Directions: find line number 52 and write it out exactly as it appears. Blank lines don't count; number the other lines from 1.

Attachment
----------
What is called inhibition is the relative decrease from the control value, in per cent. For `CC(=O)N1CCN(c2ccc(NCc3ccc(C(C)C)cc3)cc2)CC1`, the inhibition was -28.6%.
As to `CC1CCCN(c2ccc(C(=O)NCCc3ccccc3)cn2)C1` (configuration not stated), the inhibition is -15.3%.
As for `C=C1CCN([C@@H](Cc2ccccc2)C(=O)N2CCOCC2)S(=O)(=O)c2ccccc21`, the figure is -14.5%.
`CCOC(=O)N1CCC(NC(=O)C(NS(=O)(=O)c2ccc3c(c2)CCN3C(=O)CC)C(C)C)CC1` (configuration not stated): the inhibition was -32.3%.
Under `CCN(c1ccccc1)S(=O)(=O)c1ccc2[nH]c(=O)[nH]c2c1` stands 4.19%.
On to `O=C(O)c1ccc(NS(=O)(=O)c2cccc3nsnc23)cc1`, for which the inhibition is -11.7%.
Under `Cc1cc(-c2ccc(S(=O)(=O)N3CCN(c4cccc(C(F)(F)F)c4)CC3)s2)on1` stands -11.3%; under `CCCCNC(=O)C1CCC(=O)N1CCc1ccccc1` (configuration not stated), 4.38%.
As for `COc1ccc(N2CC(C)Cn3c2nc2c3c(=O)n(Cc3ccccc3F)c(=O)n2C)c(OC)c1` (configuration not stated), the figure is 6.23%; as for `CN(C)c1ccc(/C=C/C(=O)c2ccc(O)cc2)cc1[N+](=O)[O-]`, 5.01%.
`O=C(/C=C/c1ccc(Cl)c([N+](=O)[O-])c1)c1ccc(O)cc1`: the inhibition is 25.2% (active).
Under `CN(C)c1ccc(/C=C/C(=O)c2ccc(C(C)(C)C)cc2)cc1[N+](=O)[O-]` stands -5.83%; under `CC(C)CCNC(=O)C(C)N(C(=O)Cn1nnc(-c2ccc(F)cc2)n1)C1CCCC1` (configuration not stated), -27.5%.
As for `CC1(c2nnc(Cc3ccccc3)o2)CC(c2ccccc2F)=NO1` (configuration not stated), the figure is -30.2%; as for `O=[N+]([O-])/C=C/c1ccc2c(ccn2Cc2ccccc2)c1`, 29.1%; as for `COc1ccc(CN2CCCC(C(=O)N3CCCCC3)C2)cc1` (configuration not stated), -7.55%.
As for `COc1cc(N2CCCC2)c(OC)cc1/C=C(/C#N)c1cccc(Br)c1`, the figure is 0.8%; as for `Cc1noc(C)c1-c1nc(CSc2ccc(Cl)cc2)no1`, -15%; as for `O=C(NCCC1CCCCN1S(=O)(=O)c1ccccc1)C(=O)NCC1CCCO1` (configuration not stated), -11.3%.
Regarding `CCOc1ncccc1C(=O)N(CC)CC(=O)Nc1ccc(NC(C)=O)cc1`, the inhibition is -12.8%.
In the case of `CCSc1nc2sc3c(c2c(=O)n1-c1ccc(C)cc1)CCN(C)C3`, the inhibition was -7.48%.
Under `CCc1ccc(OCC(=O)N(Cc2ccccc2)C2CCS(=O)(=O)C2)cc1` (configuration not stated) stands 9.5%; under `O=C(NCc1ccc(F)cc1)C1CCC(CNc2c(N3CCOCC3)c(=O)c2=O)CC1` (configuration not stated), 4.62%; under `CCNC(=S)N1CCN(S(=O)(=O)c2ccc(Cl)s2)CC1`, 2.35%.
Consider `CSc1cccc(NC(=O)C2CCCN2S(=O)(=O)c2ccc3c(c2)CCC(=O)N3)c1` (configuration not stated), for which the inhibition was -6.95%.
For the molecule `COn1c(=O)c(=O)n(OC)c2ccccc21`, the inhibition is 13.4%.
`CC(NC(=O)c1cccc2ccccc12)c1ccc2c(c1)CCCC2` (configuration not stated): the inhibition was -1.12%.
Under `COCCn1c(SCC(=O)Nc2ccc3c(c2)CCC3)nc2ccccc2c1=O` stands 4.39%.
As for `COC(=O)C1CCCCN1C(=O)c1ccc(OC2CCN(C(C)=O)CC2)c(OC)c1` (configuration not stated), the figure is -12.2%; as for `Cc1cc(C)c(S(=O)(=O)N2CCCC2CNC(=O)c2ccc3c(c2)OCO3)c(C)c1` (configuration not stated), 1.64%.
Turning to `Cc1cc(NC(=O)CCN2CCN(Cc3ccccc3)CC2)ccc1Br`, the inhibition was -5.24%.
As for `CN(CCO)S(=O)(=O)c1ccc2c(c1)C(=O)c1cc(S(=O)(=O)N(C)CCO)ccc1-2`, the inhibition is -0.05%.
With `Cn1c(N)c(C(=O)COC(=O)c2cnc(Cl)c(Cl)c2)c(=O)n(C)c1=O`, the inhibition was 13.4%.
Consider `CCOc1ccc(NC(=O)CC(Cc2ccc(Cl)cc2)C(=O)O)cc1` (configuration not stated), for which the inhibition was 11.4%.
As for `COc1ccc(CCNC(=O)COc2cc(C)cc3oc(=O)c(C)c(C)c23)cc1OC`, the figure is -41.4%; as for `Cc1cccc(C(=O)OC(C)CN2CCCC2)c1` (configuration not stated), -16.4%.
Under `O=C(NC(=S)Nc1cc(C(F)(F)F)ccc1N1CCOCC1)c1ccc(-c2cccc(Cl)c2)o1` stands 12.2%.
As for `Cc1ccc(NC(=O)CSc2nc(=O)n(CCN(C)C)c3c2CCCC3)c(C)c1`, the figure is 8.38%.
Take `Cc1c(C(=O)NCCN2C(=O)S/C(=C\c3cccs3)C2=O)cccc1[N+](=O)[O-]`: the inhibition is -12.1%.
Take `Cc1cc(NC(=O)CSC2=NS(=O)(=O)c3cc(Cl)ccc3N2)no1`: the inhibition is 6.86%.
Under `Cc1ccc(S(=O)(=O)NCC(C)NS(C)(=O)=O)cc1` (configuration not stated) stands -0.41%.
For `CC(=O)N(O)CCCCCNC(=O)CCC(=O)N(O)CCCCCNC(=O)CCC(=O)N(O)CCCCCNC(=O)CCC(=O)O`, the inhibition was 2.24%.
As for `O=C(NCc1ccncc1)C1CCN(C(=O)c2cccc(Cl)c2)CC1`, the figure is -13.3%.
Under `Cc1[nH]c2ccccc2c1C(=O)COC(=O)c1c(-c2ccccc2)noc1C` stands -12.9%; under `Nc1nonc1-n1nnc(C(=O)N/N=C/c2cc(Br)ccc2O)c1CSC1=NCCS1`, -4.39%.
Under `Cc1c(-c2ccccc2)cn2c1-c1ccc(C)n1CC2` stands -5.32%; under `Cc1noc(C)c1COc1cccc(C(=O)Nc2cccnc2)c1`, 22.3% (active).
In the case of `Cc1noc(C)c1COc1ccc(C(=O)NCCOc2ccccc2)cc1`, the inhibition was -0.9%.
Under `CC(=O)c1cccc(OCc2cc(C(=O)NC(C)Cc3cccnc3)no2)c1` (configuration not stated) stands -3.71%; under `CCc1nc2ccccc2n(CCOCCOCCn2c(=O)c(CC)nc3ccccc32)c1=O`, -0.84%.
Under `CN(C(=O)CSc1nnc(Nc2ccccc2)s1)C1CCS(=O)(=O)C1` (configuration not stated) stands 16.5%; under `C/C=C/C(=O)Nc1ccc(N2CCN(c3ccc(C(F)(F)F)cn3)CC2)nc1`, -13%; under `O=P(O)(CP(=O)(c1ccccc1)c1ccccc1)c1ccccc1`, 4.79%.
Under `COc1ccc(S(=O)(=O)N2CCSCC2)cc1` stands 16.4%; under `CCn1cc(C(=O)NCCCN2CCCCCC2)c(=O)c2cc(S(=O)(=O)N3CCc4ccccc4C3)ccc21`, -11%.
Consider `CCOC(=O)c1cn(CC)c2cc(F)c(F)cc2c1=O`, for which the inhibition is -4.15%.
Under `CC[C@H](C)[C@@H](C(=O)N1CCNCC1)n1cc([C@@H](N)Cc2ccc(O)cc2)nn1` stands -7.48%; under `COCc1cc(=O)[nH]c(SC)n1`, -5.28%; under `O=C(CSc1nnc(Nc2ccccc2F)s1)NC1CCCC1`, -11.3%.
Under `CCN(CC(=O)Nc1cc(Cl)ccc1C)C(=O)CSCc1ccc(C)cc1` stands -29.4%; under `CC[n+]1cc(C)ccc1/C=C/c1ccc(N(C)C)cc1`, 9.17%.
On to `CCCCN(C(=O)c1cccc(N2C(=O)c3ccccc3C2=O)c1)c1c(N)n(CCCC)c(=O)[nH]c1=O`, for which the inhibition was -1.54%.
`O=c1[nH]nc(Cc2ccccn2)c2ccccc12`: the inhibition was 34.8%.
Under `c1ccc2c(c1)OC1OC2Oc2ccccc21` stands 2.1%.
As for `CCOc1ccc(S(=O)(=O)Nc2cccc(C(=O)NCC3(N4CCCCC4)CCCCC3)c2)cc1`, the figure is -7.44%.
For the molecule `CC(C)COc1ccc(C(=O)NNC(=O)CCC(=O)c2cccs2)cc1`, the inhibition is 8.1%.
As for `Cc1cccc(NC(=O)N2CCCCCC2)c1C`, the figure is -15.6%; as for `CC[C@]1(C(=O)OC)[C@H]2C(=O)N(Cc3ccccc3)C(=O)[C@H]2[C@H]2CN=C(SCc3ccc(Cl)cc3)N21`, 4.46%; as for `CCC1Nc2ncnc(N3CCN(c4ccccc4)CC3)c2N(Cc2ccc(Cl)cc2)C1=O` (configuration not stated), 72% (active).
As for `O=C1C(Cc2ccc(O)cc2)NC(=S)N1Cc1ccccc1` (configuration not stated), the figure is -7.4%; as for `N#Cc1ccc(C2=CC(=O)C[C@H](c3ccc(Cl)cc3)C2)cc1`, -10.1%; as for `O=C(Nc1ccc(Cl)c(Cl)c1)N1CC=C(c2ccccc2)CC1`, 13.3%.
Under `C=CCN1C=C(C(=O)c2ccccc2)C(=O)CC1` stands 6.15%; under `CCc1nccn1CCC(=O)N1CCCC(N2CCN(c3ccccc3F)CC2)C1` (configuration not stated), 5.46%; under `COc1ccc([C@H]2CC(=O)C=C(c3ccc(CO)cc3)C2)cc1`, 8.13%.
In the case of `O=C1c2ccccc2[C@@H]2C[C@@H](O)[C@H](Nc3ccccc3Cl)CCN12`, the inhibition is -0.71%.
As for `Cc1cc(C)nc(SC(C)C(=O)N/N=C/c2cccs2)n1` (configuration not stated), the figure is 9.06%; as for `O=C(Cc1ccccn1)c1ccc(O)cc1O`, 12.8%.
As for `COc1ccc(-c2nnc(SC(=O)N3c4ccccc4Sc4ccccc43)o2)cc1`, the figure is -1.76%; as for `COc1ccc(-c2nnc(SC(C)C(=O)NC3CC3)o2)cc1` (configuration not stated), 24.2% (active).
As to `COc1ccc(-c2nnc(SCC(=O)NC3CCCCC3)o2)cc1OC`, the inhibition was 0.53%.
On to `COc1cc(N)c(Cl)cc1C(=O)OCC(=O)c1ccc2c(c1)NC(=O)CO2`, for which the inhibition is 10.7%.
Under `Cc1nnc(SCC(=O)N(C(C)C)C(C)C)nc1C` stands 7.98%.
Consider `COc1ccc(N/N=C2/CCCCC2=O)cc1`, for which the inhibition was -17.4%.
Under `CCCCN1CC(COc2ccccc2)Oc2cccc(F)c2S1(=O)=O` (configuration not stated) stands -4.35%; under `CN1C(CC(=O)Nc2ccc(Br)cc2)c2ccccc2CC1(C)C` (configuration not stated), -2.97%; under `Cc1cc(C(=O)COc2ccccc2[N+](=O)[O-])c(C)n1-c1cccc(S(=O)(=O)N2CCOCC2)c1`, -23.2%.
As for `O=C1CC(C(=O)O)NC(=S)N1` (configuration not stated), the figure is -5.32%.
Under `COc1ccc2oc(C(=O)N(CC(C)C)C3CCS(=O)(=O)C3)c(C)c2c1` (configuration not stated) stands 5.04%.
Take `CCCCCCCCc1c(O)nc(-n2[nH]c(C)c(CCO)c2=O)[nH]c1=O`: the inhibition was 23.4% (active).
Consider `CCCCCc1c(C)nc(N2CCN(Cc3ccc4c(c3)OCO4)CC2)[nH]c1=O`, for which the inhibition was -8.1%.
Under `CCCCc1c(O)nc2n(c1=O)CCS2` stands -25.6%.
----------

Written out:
As for `COc1ccc(-c2nnc(SC(=O)N3c4ccccc4Sc4ccccc43)o2)cc1`, the figure is -1.76%; as for `COc1ccc(-c2nnc(SC(C)C(=O)NC3CC3)o2)cc1` (configuration not stated), 24.2% (active).